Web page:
Queensland Judgments
Authorised Reports & Unreported Judgments
Exit Distraction Free Reading Mode
  • Unreported Judgment

Farrah v Brisbane City Council[2015] QPEC 64

Farrah v Brisbane City Council[2015] QPEC 64

 

PLANNING & ENVIRONMENT COURT OF QUEENSLAND

 

CITATION:

Farrah v Brisbane City Council [2015] QPEC 64

PARTIES:

JEFFREY FARRAH
(appellant)

v

BRISBANE CITY COUNCIL
(respondent)

FILE NO/S:

3627/2014

DIVISION:

Planning & Environment

PROCEEDING:

Hearing of an application

ORIGINATING COURT:

Planning & Environment Court of Queensland at Brisbane

DELIVERED ON:

9 December 2015 – ex tempore

DELIVERED AT:

Brisbane

HEARING DATE:

9 December 2015

JUDGE:

Rackemann DCJ

ORDER:

The respondent pay the appellant’s costs of the application, but only those in excess of what would have been incurred by way of a formal appearance on the first return date to respond to an application to confirm the issues in dispute.

CATCHWORDS:

PLANNING AND ENVIRONMENT – application for the costs of an application in a pending proceeding

COUNSEL:

I A Neil (solicitor) for the applicant

B Job for the respondent

SOLICITORS:

McCarthy Durie Lawyers for the applicant

Brisbane City Legal Practice for the respondent
 

  1. [1]
    This is an application for the costs of an application in a pending proceeding.  The application in pending proceeding was brought by the respondent, the Brisbane City Council, for a range of orders, being as follows:  (1) confirming the issues in dispute to be determined at the hearing of the appeal; (2) granting leave to the respondent to identify an additional expert 14 days after the date contemplated by the ADR Registrar’s order, dated 22nd October 2015; (3) granting leave for the appellant to notify a counterpart expert if it wished to do so; (4) amending the ADR Registrar’s order, dated 22nd of October 2015, to the extent necessary, and (5), such further orders as the Court deems appropriate.
  2. [2]
    The subject matter of the litigation concerns an application by the appellant to demolish two pre-1946 houses in a Demolition Control Precinct.  At least by the 11th of November 2015, it was apparent that the parties were proceeding on the basis that the primary issue was to be one of whether those houses were structurally unsound and could not reasonably be made structurally sound.  Although there had previously been issues formally notified in relation to character, the appellant had not notified any expert in that regard.  It would appear as though the parties were not at any real confusion as to what the issues, in fact, were as between them, although there was no Court order that had defined the issues as they were understood at the time. The first order sought by the applicant/respondent was an order “confirming” the issues in dispute.  It would seem as though if that had been the only order sought, the matter could have been dealt with by way of a formal appearance, there not being any substantive dispute between the parties about that.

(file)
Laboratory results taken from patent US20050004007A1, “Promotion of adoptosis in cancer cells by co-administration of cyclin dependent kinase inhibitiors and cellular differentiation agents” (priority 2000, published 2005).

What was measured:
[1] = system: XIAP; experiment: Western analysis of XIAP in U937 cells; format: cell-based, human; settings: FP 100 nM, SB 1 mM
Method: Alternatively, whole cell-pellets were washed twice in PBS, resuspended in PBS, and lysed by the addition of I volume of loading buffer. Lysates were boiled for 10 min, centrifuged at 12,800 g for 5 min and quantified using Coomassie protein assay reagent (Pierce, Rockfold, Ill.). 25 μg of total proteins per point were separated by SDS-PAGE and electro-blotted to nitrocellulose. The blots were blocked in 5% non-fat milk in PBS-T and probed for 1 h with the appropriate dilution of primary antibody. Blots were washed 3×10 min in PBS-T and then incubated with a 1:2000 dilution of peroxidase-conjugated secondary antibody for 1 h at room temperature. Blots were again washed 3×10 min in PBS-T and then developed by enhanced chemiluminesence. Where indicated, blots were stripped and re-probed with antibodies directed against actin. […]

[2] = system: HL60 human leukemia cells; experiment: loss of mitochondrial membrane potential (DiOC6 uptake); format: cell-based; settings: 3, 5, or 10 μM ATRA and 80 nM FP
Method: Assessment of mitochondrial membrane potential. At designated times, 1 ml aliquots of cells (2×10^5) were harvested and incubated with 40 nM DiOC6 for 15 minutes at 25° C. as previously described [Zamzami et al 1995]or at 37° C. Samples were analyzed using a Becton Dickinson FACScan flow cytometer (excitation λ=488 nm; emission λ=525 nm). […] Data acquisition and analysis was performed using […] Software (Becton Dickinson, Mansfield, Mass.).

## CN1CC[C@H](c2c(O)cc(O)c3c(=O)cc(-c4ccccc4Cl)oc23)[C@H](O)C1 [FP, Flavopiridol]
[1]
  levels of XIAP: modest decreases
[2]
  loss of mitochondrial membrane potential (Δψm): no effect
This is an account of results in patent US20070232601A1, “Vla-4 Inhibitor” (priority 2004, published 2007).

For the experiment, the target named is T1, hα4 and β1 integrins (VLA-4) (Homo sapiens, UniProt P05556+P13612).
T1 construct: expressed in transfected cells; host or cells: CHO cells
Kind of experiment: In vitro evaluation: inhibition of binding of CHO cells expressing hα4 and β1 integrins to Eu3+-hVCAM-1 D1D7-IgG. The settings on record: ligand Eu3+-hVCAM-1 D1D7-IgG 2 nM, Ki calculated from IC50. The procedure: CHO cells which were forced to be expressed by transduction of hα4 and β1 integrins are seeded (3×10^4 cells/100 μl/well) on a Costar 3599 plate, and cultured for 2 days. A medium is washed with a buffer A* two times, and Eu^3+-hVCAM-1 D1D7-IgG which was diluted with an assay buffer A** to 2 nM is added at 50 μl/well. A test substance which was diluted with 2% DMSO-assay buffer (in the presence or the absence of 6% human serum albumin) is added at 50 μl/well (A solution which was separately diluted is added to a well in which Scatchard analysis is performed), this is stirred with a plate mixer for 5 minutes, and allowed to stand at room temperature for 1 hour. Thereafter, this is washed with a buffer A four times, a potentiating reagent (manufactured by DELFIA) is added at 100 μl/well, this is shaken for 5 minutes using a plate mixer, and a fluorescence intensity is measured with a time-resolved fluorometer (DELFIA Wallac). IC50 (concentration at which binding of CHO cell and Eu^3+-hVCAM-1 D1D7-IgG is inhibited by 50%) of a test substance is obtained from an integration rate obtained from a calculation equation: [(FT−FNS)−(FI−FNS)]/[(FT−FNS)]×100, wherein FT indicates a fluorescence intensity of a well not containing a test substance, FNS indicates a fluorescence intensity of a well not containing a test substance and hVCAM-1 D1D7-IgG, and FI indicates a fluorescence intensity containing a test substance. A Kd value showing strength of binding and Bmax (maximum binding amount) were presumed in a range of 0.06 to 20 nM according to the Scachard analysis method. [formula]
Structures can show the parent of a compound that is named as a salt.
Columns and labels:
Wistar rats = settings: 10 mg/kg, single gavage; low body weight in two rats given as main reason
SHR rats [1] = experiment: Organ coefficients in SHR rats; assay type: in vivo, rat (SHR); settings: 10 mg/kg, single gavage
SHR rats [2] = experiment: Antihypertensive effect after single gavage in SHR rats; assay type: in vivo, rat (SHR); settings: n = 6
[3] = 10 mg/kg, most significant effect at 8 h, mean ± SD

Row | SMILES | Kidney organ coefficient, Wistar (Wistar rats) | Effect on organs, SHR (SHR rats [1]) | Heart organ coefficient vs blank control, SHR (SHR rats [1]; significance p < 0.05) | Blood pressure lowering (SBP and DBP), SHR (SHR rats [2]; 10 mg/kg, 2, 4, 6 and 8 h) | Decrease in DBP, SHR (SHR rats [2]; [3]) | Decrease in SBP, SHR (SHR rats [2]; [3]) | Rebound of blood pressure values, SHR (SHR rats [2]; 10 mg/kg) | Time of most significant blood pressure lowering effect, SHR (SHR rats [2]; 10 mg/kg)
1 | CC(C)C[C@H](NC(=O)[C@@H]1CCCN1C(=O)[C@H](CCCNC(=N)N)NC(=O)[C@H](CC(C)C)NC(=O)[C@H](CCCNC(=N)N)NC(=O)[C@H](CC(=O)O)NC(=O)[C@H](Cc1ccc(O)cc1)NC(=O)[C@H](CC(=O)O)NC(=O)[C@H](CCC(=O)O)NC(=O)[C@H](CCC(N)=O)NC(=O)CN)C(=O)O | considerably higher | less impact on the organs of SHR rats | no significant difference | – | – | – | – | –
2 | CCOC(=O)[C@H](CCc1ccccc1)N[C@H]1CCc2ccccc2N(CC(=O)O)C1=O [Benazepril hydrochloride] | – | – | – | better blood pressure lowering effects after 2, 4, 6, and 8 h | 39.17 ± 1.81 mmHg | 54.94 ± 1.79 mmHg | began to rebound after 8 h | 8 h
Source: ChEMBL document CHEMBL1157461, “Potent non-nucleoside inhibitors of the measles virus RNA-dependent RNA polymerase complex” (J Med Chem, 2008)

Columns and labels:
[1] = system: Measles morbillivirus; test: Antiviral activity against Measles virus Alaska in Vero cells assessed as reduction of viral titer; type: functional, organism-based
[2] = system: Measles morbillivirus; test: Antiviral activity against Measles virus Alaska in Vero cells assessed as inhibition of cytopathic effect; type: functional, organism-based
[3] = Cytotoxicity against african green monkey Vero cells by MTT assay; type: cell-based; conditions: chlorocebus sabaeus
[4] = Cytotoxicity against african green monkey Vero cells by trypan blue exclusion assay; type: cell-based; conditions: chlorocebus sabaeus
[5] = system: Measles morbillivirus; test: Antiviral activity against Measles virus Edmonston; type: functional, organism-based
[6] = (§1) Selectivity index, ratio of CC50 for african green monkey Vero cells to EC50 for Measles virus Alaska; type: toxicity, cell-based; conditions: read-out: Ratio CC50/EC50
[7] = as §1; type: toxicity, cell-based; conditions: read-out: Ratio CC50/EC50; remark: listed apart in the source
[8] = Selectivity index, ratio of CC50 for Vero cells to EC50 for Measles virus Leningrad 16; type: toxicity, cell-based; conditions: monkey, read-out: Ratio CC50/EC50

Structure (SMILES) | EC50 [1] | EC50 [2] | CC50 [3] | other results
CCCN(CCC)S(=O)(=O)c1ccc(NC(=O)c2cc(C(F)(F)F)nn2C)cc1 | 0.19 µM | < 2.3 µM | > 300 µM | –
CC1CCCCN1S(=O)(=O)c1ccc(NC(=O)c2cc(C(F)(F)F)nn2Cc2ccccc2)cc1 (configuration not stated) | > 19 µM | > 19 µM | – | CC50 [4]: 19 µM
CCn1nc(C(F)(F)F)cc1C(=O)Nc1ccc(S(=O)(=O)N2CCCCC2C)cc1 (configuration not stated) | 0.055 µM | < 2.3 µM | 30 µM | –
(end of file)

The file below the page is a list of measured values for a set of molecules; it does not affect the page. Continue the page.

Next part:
3. [3]
    The balance of the application related to the nomination of a further expert.  In that respect, the council had written to the appellant’s solicitors, on the 11th of November 2015, advising of its wish to nominate another expert in the appeal, namely, a valuer.  Up to that point, neither side had notified any valuation evidence, and it appears, that the question of whether the houses were reasonably capable of being made structurally sound was to be dealt with by evidence relating to the extent of unsoundness and the cost of bringing them into a state of structural soundness.
  4. [4]
    The council’s desire to nominate a valuer was as a consequence of it considering, somewhat belatedly, that the cost of putting the houses into a state of structural soundness should be put into some context in order to judge its reasonableness.  That is an understandable position to take, but it was a position that was taken late and, accordingly, was met with resistance from the appellant, on the grounds of its lateness, the extent to which that would likely expand the scope of evidence and required him to meet that valuation evidence, and the costs and delay that would likely have meant for the matter, which had then been set down for hearing in the January sittings.
  5. [5]